There’s a word that I hate. I hate the sound of it. I hate the way it gets thrown around. I hate how it gets used as a guilty accusation. But more than anything, over the last few months, I hate how accurate it is. How relevant it is. And how much it hurts. That word… “Stigma”. You’ve likely heard it a million times, especially if you’re at all familiar with mental health. “Stop the Stigma” “Stand up to Stigma” or #stigma #stopthestigma. But now that I’m more involved in mental health, I’m more attentive to the “stigma” that really actually is present. It’s there. In our day to day life, and without us even knowing, in a huge way. And the sad part is, the greatest accusations and opinions so often come from either those that have no idea what they are talking about, those speaking out of fear, or defensiveness. Any which way, the defences are up, and if there’s anyway they can pass blame, ownership, or responsibility on someone else, they will. They love “pawning” off responsibility wherever they can. They watch out for number one without worrying about havoc left in their wake.

There are a couple things that I’m pretty sure we all have. We all have demons, and we all have skeletons. Demons are those things that we are in outright war with. We battle with them every day. They haunt us in our sleep and torment us when we’re awake. We fight tooth and nail to resist them, and we do all we can to not be overcome by them. Those are Demons.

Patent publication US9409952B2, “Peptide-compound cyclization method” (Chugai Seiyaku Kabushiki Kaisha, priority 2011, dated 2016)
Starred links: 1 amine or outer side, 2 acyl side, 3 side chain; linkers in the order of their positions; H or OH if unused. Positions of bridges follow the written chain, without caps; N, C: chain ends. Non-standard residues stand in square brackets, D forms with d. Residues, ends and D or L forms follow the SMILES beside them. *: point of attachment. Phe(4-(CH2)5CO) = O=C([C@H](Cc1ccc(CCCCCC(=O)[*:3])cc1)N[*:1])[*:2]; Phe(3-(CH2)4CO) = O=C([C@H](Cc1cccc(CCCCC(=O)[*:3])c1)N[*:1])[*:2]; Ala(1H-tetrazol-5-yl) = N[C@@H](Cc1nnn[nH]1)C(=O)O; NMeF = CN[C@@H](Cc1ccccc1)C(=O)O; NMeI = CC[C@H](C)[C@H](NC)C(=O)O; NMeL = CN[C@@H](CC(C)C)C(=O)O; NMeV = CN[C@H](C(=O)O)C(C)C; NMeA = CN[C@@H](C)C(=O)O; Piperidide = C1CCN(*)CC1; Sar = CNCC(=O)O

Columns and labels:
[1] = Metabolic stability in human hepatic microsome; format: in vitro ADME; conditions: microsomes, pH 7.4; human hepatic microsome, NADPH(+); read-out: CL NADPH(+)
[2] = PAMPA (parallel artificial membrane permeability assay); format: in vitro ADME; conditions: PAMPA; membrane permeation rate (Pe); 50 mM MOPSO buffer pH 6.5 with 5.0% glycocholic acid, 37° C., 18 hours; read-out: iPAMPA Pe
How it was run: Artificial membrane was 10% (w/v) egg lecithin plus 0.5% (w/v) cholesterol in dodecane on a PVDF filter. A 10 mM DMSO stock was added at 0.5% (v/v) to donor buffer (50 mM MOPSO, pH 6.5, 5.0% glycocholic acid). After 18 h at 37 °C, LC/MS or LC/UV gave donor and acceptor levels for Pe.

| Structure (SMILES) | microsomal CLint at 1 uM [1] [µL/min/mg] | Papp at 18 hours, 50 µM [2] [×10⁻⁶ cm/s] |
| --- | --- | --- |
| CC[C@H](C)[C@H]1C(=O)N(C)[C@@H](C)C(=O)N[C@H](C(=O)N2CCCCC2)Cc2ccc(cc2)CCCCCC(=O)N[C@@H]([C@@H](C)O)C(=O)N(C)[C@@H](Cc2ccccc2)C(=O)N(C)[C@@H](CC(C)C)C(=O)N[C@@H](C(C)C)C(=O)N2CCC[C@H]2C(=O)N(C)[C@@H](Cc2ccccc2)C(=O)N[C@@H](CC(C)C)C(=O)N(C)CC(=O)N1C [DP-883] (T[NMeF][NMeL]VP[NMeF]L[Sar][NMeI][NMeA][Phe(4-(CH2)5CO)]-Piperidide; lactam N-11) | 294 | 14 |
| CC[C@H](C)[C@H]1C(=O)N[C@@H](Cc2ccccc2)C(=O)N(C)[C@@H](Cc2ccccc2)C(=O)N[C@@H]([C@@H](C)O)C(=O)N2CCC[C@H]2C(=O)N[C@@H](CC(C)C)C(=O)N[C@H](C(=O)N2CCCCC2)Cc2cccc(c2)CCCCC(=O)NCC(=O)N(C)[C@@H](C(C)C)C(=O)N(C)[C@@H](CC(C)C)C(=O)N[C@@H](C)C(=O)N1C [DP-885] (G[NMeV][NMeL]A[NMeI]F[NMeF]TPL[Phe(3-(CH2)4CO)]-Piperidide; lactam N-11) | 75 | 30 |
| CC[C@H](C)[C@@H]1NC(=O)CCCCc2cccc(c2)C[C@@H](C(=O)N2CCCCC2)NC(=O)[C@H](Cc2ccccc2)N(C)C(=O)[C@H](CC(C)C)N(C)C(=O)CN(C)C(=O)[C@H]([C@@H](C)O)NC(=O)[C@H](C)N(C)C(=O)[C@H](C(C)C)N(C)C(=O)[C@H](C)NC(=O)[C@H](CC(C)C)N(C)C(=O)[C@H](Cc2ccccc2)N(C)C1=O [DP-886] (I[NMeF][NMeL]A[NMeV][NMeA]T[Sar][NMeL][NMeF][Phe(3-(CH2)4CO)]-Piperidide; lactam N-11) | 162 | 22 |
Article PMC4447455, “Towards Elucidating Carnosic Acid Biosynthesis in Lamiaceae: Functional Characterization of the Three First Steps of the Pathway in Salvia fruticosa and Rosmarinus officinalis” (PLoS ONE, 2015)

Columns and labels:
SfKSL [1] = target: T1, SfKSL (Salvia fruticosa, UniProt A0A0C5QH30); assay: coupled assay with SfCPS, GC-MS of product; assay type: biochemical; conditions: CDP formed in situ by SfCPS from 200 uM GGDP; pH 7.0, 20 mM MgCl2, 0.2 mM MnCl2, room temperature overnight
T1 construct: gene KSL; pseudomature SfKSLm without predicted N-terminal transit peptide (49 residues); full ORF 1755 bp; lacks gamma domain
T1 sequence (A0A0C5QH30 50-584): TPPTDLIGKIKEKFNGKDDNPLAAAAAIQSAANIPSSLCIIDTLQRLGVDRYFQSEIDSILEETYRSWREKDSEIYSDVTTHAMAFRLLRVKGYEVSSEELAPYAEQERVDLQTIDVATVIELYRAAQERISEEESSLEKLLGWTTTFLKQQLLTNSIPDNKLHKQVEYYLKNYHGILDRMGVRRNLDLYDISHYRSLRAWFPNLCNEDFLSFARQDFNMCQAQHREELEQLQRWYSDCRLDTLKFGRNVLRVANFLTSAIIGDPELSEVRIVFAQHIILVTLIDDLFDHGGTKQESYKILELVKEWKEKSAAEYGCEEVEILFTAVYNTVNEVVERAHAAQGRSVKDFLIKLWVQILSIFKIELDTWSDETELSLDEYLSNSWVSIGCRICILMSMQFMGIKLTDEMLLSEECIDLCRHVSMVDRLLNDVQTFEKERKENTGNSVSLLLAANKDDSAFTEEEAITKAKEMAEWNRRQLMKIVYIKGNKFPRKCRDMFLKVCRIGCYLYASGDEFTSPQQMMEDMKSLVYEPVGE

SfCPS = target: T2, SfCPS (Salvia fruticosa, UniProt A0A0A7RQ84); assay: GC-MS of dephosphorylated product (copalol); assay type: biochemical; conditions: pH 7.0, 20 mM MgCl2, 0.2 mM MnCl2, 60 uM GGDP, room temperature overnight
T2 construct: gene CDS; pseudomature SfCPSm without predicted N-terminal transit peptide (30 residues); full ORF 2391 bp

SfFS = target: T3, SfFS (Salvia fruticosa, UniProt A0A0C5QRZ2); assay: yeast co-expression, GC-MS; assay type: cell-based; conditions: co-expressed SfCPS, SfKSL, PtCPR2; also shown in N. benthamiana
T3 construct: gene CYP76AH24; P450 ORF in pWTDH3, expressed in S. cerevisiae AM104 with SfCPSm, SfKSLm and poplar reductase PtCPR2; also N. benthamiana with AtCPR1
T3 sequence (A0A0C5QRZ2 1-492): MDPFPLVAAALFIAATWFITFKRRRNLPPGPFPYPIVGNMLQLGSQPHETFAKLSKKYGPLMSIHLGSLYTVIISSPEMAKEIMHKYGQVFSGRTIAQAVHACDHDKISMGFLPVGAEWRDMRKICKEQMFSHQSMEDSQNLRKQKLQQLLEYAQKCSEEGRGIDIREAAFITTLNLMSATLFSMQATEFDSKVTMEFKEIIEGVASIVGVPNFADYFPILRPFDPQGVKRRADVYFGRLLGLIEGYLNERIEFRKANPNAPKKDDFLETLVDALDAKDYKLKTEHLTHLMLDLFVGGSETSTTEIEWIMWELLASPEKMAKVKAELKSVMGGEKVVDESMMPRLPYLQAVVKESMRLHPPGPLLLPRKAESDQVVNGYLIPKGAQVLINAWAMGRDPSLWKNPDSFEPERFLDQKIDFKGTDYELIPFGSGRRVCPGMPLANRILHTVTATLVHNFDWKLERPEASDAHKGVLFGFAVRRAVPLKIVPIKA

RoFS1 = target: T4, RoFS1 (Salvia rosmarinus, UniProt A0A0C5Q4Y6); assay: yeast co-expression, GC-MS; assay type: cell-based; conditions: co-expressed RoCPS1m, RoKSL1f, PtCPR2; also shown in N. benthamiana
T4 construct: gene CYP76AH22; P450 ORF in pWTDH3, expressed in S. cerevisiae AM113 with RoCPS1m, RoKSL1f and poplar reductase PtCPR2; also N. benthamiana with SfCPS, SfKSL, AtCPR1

Then there’s skeletons. Those are the things that we keep tucked back in the closet. No one needs to know about them. Out of sight. Out of mind. Sometimes the demons from those skeletons haunt us, but there’s just one rule when it comes to skeletons… They do not, under any circumstance come out of the closet. Easy-peasy-lemon-squeezy.

But what happens when skeletons share closets? What is the ‘code of conduct’ when dealing with the “non-exclusive skeleton”… Those skeletons that aren’t just yours? How do we handle the situation… or more specifically, how do we react to mishandling? I mean, don’t we have enough on our plates as it is, but then we have to worry about things out of our control? I’ve got skeletons, and I’ve got more than my share of demons… believe me. They figuratively and emotionally eat me alive. But the one thing that you will never hear me do, and that is use my “illness” as an excuse or justification for anything. And there’s literally nothing that angers me more than others pawning things off on my “illness”. If you are not my doctor, psychiatrist or my counsellor, I don’t want to hear the word “illness” in reference to me come out of your mouth. It’s as easy as that. I’m not going to let myself off easy under the shroud of BPD, and I’m most definitely not going to take responsibility for others actions under the ‘tag’ and stigma of “my illness”.